What Effect Do Leg Length Discrepancies Have on Runners? And How to Fix it?

The percentage of people with leg length discrepancies is thought to be between 40 and 70 percent. This merely indicates that one leg is longer than the other. It might not be a problem because the difference is frequently so small.

However, if you’re a regular runner, the condition may manifest as hip and/or low back pain as the body tries to balance the imbalance. You should be aware of the various causes of a leg length discrepancy, how to diagnose it, and how a heel lift can help you maintain your running form.

Types of Leg Length Discrepancies: 

Leg length differences can be caused by two types: Anatomical and Functional.

When a bone in one leg is longer than the bone in the other leg, it is referred to as an anatomical difference. Imaging tests such as X-rays or CT scans can be used to diagnose this.

The bones in a functional difference are the same length, but over time, the alignment of the hips is changed by muscle imbalance, spinal curvature, or even problems caused by arthritis.

How to assess whether you have Leg Length Discrepancies (LLD)?

The only way to identify anatomical differences is through medical imaging, but it can be more challenging to identify functional differences. American Heelers suggests performing a quick test as mentioned below at home to ascertain if you have any leg length deformations. 

  1. Keep your legs together and lie barefoot on your back. 
  2. Request a friend to place both of his hands, one on each of your hip bones. 
  3. Allow your friend to rock your hips from side to side for about a minute to relax and loosen your muscles.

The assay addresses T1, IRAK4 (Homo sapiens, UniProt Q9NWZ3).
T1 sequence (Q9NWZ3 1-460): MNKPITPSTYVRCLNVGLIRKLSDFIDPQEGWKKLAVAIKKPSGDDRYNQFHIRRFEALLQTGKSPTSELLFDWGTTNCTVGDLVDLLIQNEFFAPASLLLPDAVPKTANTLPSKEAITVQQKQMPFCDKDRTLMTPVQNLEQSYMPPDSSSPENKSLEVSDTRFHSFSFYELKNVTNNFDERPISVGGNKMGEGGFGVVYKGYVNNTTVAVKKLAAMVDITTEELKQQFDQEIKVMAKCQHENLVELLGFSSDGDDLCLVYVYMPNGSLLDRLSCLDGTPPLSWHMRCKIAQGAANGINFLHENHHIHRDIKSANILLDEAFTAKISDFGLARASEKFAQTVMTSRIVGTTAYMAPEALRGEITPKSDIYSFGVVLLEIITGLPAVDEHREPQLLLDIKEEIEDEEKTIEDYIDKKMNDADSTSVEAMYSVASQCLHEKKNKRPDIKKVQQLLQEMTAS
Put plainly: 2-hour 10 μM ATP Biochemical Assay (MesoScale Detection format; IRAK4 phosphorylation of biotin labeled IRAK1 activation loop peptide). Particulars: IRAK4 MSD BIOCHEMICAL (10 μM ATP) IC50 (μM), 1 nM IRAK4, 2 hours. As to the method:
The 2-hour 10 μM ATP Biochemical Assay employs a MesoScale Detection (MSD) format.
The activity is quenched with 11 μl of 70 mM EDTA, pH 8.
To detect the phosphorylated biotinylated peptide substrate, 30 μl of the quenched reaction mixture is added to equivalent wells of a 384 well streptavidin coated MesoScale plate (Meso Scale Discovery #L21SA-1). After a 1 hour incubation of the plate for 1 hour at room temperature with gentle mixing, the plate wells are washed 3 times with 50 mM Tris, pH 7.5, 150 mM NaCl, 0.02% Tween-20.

Request him to examine your feet to determine whether your ankle bones are even. If your ankles do not appear to be even, repeat steps one through three to loosen up the muscles even more. If this home test reveals a possible imbalance, consult a healthcare professional for an official diagnosis.

What effect does a customized heel lift have on a leg length disparity? 

It’s important to follow the instructions of your orthopedic doctor. He or she may suggest you start using a shoe insert for limited periods of time at first to allow your body to adjust gradually—especially when running.

You might be given a heel lift to wear in the shoe of your shorter leg depending on your diagnosis. A heel lift is a non-invasive, safe, and low-cost way to help balance the difference. The orthopedic shoes customized by American Heelers use the most scientific method possible to help relieve the pain associated with a leg length discrepancy.

Heel Lifts to Help with Running Problems:

Heel lifts that fit inside the shoe are also frequently prescribed for other common overuse injuries associated with running, such as: 

Achilles Tendonitis: Each shoe should have a heel lift to lessen pressure on the heel and stress placed on the Achilles tendon.

Plantar Fasciitis: The plantar fascia, a band of fibrous tissue that runs along the bottom of your foot, is relieved of pressure by heel lifts because they reduce the distance your calf must stretch out during a stride.

Heel Spurs: A heel lift may be able to relieve pain from a heel spur that develops at the back of the heel because it eases the strain on the Achilles tendon.
Visit a doctor to find out if a heel lift is the best treatment for a leg length discrepancy or other overuse injury related to running. If they advise getting a heel insert, get in touch with American Heelers, the experts in orthopedic shoe repair, so they can perfectly add shoe lifts to your preferred running shoe.

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